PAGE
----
About this image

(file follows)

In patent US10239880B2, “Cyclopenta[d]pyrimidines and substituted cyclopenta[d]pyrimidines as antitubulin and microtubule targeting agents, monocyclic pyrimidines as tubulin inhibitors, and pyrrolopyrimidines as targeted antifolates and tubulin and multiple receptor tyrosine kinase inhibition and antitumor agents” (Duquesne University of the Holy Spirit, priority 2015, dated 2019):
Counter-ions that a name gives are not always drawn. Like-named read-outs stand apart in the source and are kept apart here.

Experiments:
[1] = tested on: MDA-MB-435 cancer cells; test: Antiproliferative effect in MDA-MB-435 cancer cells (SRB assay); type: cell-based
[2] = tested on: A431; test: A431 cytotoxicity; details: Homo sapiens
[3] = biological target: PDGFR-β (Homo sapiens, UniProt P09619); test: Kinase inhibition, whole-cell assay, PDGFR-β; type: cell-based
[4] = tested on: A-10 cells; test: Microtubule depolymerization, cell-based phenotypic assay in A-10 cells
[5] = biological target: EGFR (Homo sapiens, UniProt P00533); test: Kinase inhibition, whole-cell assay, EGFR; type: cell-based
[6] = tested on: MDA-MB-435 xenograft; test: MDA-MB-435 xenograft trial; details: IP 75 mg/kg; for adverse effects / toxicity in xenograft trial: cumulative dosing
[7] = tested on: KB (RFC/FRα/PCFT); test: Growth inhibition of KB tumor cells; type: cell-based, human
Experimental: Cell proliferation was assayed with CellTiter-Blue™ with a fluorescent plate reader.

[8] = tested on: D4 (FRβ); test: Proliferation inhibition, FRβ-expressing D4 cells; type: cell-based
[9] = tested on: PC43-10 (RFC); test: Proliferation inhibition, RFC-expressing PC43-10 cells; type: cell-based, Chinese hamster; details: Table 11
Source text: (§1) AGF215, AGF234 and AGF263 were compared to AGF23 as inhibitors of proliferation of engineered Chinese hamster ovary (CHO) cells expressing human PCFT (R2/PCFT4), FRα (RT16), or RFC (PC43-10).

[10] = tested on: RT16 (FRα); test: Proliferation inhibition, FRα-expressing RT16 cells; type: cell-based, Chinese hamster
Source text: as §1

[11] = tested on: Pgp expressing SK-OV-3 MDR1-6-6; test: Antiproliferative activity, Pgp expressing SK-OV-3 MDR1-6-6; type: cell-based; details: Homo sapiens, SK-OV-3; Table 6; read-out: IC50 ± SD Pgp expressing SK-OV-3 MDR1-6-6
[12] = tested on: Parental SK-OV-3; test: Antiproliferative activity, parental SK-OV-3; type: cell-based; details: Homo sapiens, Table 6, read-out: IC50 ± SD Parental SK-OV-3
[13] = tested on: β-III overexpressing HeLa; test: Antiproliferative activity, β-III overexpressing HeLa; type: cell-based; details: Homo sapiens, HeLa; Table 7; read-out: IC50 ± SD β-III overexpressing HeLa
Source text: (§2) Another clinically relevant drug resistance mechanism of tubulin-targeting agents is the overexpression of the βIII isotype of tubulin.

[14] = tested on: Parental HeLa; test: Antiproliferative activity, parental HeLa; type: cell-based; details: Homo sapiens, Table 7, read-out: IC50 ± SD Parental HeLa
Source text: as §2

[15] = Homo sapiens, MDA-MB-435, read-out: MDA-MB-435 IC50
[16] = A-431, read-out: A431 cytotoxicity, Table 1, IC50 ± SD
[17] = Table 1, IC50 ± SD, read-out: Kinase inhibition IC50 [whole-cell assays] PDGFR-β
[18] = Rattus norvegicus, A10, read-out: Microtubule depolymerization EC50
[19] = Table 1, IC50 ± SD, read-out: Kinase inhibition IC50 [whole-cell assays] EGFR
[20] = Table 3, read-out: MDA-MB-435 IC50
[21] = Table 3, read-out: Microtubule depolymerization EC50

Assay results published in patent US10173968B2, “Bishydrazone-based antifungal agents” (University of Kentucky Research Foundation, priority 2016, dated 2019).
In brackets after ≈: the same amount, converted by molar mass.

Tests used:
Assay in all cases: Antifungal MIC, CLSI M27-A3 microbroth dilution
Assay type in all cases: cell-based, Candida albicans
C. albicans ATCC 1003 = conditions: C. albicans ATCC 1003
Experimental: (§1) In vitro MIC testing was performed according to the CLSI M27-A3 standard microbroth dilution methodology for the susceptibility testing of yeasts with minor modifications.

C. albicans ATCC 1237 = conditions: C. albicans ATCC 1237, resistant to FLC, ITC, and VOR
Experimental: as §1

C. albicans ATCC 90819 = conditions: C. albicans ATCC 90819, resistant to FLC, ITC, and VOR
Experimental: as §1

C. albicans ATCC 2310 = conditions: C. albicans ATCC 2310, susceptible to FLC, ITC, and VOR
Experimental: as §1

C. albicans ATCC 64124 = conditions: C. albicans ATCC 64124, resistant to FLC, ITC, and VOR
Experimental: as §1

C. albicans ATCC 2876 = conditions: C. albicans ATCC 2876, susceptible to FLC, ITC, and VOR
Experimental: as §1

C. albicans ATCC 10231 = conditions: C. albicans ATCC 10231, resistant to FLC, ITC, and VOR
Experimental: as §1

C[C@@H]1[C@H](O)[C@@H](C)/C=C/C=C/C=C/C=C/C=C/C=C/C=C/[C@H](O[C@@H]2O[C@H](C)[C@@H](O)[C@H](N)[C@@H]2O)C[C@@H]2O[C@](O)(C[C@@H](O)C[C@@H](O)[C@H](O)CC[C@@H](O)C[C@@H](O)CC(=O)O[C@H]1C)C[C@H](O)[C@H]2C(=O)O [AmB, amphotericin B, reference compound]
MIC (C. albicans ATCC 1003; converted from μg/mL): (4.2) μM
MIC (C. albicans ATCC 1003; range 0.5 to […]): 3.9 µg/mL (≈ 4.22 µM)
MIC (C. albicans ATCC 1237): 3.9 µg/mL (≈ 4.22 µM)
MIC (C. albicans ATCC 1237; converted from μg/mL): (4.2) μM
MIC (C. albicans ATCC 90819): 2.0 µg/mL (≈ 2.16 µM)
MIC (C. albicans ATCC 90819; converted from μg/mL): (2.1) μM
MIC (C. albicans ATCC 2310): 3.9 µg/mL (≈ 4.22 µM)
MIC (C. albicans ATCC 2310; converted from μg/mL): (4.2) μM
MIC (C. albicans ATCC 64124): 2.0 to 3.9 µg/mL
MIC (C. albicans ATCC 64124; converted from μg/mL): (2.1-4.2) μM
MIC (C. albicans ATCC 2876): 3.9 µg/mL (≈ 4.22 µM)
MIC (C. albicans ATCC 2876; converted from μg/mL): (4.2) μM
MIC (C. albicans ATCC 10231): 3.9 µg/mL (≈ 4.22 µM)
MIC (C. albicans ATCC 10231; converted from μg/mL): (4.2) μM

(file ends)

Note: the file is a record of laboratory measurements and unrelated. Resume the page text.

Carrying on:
The railway station at Ambergate was notable in being one of only three stations in England to be arranged in a triangular fashion. This situation arose in 1876 when a new station was constructed within the triangular junction formed by the divergence of the Midland Railway's Derby to Leeds and Ambergate-Matlock-Manchester main lines. This view is looking north east from the station footbridge and shows the main station building on the left with the edge of the Up Manchester platform (Platform 2) just visible in the left foreground. Platforms 3 and 4 in the centre were used by trains to Sheffield and flanked the Ambergate Middle Curve. The latter was opened in 1876 and formed a loop off the Derby to Leeds line, which at this point is passing through the short Toadmoor Tunnel to the rear of the cottages (Midland Terrace) on the extreme right. The third side of the triangle (Platforms 5 and 6) is out of sight behind the station building, but the end of the platforms can just be discerned below the signals in the distance. Today, only a section of Platform 2 remains in use for trains between Derby and Matlock; the site of Platforms 3 and 4, which were taken out of use in 1968, has been infilled to form a car park. Indeed, apart from Midland Terrace, virtually all the other structures shown here have been obliterated.